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Cars torched as violent plastics strike continues

Image: 123rf

As the violent strike in the plastics industry continues‚ cars were set alight at the offices of Mpact Plastics in Germiston on Monday.

A handful of cars were in flames in the parking lot of their offices in Wadeville.

SowetanLIVE reported earlier that the violent strike claimed its first fatality on November 30.

A security guard at a plastics factory in Springs was doused with petrol and set alight. He succumbed to his injuries. An employee who was assaulted at a plastics company in the same area three weeks ago is still in ICU.

National Employers Association of South Africa (Neasa) CEO Gerhard Papenfus said on Monday that “constructive engagement under these circumstances is impossible”.

“It is also the case because the attitude of employers will automatically harden under these circumstances. In any event‚ employers have already made their best offer. This industry cannot afford further concessions.”

Papenfus believes the strike shows that trade unions are “fighting for relevance”.

“These trade unions are competing for membership and external support from the ranks of thugs‚ where the only negotiating tool is to strike and demonstrate‚ and where that fails‚ escalate it to intimidation through violence‚ where nothing‚ not even lives‚ are spared.”

SowetanLIVE reported that the strike continues‚ despite a proposed wage settlement offer exceeding the demands of trade unions.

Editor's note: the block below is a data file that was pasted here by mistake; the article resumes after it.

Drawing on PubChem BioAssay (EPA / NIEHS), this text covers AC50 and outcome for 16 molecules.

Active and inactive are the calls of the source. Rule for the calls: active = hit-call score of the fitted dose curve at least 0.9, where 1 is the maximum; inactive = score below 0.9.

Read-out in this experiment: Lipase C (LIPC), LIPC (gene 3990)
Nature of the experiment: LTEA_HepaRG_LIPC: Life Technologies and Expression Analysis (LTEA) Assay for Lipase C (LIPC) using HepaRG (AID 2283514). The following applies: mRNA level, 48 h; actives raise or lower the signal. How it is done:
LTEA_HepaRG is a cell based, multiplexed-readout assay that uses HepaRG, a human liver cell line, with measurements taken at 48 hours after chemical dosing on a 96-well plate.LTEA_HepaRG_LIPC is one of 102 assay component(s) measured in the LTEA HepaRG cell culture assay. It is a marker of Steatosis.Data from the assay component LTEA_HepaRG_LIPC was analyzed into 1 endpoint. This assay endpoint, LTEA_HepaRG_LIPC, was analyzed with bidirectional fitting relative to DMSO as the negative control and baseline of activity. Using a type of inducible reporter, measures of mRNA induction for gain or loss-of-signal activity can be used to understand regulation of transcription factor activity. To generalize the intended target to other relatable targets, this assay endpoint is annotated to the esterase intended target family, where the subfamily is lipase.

The National Union of Metalworkers of SA (Numsa) and the Metal and Electrical Union of SA (Mewusa) members went on strike at manufacturing‚ moulding and packaging companies across SA when wage talks deadlocked more than two months ago.

Johan Pieterse‚ CEO of the employer body Plastics Convertors Association of SA‚ said the damage caused to employers’ properties in Ekurhuleni amounted to hundreds of millions of rand and would devastate some businesses and affect jobs.

Pieterse said the strike had died down in most parts of the country‚ with the action only under way in the Ekurhuleni region.

“We have settled the demands for wages and conditions of work‚ what we are not willing to settle for is not to pursue disciplinary action or charges for destruction of property and assault.”

In the past‚ Numsa has denied that its members have been involved in the violence‚ saying employers had no way of distinguishing between ordinary workers who were also taking part in the strike and its members.

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